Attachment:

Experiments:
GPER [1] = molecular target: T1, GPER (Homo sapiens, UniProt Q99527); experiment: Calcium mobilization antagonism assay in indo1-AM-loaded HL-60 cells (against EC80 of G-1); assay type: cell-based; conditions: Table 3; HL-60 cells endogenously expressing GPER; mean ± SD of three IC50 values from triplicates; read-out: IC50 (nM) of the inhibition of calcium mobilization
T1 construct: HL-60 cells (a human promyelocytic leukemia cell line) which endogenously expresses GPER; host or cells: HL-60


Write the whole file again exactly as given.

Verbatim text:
Experiments:
GPER [1] = molecular target: T1, GPER (Homo sapiens, UniProt Q99527); experiment: Calcium mobilization antagonism assay in indo1-AM-loaded HL-60 cells (against EC80 of G-1); assay type: cell-based; conditions: Table 3; HL-60 cells endogenously expressing GPER; mean ± SD of three IC50 values from triplicates; read-out: IC50 (nM) of the inhibition of calcium mobilization
T1 construct: HL-60 cells (a human promyelocytic leukemia cell line) which endogenously expresses GPER; host or cells: HL-60